What could possibly be wrong with getting that annual exam?
Well, a couple of things. First, research now suggests that head-to-toe annual checkups won't help the average person live longer or have fewer health problems. But they can trigger unnecessary follow-up tests and treatments, which are money- and time-wasters that can also pose health risks.
In fact, a growing chorus of experts are questioning what has become, for many, a yearly ritual of blood tests, electrocardiograms, and chest X-rays. And the critics speaking the loudest are the doctors who have been doing all that prodding, poking, and peeking.
They include those who belong to the American College of Physicians, the American Medical Association, and the Society of General Internal Medicine. That last group, in fact, recently included annual exams in a list of medical exams that are often done unnecessarily, as part of a campaign called Choosing Wisely, that aims to reduce wasteful and potentially harmful medical care. The campaign is led by Consumer Reports and the ABIM Foundation, a group formed by the American Board of Internal Medicine.
"No one is saying preventive care is unnecessary," says Ateev Mehrotra, M.D., an associate professor of health care policy at the Harvard Medical School. "You just don't need the annual, one-size-fits-all physical."
What is needed is a more targeted approach that varies based on your age, gender, and health, and that focuses on what really works. For example, women often think that they need annual Pap smears, but new guidelines say that they can wait three years if their results are normal, and that they can often stop screening altogether after age 65. And some tests, such as prostate-cancer screening for men with the PSA blood test, have fallen out of favor because research has found that the benefits don't outweigh the risks.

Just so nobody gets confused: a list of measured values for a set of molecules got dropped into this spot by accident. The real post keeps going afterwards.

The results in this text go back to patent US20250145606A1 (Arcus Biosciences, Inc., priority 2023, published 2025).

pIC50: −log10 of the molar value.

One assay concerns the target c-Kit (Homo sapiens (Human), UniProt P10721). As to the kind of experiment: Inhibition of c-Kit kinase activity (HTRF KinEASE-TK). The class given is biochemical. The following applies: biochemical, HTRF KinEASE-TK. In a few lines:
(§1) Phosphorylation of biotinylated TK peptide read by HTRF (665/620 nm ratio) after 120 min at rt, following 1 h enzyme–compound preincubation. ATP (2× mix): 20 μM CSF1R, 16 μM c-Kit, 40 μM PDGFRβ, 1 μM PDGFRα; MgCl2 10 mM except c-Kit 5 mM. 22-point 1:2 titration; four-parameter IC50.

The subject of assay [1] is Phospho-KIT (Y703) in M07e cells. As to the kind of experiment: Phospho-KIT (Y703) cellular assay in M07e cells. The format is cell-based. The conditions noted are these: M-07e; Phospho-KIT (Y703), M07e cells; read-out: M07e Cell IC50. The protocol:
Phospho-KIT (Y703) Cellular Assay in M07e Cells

See the screening tests you do need, and how often you need them.
Evidence against standard annual exams comes from the independent Cochrane Collaboration, which does comprehensive medical reviews. For its analysis of those exams, published in 2013, researchers looked at 14 well-designed studies involving a total of 182,880 people. In each study, some people were offered annual exams and some weren't. Researchers found no difference in the number of overall deaths or deaths from cancer or heart disease. Annual physicals also didn't reduce hospital admissions, disability, doctor visits, or time off from work.
But the Cochrane review did suggest that annual exams might lead to health problems. For example, those who had checkups had higher rates of new diagnoses, including many that might never have caused symptoms or shortened lives but might have been treated with drugs or other interventions.
And therein lies the problem. Why? Because for people without symptoms, the string of tests ordered during annual checkups can produce false alarms. That's true for everything from urine and blood tests to electrocardiograms. EKGs, for example, aren't very revealing for people who aren't at high risk of heart disease or for those who don't have symptoms of it.
So a false alarm or a misreading of an EKG could provoke anxiety and trigger follow-up heart tests, some of which can expose you to radiation and others that can trigger a heart attack in up to 2 percent of people. (Read more about diagnosing heart disease.) In some cases misleading test results can lead to inappropriate treatment, including invasive procedures like angioplasty. (Read more about angioplasty and treating heart disease.)
For those in good health, this new way of getting preventive care means that you don't need to do everything all in one appointment, year after year. For example, you can get your weight and blood pressure checked or talk about weight loss, your emotional health, or smoking cessation almost whenever you see a physician.
And some services can be provided without going to the doctor. If you're due for a cholesterol test or a mammogram, for example, your doctor can send you to a lab or imaging facility without seeing you first. The key: Talk with him or her about what's right for you, then make sure you get the tests and follow-up care you need.
Read our advice on the screening test you do need, and when you need them.
Probably not. A recent study that followed 5,117 adults for 16 years found that most people who saw a dentist just once a year were no more likely to have tooth loss than those who went for the standard twice-a-year visit. The exception: people at high risk for gum disease because they smoke, have diabetes, or are genetically prone to inflammatory diseases.
This article first appeared in the January 2014 issue of Consumer Reports on Health.